The University of Edinburgh -
Division of Informatics
Forrest Hill & 80 South Bridge

PhD Thesis #9415

Title:Automatic Reconstruction from Serial Sections
Date: 1994
Abstract:In many experiments in biological and medical research, serial sectioning of biological material is the only way to reveal the three dimensional (3D) structure and function. For a number of reasons other 3D imaging techniques, such as CT, MRI, and confocal microscopy, are not always adequate because they cannot provide the necessary resolution or contrast, or because the specimen is too large, or because the staining techniques require sectioning. Therefore for the foreseeable future reconstruction from serial sections will remain the only method for 3D investigations in many biomedical fields. Reconstruction is a difficult problem due to the loss of 3D alignment as the sections are cut and, more seriously, the systematic and random distortion caused by the sectioning and preparation processes. Many authors have reported how serial sections can be registered by means of fiducial markers or otherwise, but there have been only a few studies of automated correction of the sectioning distortions. In this thesis solutions to the registration problem are reviewed and discussed, and a solution to the warping problem, based on image processing techniques and the finite element method (FEM), is presented. The aim of this project was to develop a fully automatic method of reconstruction in order to provide a 3D atlas of mouse development as part of a gene expression database. for this purpose it is not necessary to warp the object so that it is identical to the original object, but to correct local distortions in the sections in order to produce a smooth representative mouse embryo. Furthermore the use of fiducial markers was not possible because the reconstructions were from already sectioned material. In this thesis we demonstrate a new method for warping serial sections. The sections are warped by applying forces to each section, where each section is modelled as a thin elastic plate. The deformation forces are determined from correspondences between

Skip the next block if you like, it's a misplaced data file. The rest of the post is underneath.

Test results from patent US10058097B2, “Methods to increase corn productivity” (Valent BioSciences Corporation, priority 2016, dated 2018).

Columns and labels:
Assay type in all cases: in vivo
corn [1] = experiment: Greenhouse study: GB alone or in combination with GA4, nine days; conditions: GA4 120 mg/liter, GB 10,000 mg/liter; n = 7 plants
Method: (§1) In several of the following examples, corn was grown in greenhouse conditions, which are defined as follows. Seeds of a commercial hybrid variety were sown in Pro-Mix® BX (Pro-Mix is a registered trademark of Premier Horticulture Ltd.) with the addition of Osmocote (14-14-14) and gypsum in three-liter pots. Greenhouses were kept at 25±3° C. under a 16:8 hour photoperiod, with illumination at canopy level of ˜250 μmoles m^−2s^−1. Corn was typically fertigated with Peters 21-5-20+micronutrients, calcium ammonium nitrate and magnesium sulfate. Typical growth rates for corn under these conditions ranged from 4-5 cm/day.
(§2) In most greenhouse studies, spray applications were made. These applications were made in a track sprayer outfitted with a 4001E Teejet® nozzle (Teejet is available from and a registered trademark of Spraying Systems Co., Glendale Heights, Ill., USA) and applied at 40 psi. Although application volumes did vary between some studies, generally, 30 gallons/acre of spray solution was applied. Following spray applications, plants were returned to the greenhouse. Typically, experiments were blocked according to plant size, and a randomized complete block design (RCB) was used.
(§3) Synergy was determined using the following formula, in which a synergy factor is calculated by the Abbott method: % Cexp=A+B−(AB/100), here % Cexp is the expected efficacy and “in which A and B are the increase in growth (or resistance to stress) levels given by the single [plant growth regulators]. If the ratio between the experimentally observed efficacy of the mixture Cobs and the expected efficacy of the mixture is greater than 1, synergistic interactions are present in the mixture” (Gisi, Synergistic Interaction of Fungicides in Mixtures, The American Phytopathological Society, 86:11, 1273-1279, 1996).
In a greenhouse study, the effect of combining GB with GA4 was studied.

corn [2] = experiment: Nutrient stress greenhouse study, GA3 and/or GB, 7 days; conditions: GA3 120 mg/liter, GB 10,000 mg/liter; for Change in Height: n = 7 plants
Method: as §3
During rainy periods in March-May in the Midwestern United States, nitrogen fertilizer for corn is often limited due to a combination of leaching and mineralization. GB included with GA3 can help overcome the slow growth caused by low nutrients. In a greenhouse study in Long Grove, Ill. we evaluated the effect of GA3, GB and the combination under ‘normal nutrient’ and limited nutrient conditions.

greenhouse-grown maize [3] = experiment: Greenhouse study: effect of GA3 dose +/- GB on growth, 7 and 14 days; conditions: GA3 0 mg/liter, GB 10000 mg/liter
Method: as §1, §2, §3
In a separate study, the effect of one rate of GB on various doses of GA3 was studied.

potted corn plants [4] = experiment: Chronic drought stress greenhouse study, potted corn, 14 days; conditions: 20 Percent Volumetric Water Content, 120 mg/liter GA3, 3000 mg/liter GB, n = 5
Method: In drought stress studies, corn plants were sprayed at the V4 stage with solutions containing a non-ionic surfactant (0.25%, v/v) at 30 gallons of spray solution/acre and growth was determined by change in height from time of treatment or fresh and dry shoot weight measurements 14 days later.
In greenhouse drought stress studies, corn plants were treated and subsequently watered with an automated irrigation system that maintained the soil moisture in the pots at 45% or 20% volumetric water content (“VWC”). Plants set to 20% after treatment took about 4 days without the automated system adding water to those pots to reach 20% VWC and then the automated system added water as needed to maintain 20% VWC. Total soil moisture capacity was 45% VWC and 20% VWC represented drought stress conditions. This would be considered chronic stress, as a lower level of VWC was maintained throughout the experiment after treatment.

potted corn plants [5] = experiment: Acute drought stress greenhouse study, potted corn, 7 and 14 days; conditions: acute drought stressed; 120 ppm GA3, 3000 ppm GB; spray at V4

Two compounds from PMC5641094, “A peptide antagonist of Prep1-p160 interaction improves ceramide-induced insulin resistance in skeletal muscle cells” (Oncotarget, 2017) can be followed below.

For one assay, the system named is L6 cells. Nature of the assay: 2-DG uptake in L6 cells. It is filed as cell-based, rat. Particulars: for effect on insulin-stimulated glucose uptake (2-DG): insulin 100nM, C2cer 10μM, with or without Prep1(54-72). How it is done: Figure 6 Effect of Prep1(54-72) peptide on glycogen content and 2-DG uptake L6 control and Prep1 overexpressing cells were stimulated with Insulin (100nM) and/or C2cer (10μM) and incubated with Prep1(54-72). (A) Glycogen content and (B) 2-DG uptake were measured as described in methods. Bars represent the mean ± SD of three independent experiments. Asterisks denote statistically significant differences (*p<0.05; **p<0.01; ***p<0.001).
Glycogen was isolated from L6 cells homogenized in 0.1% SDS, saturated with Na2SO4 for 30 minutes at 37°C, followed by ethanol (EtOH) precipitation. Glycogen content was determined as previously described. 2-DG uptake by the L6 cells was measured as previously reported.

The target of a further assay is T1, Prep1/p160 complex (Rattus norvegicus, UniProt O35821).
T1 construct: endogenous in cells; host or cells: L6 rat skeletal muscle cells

[Search These Pages] [DAI Home Page] [Comment]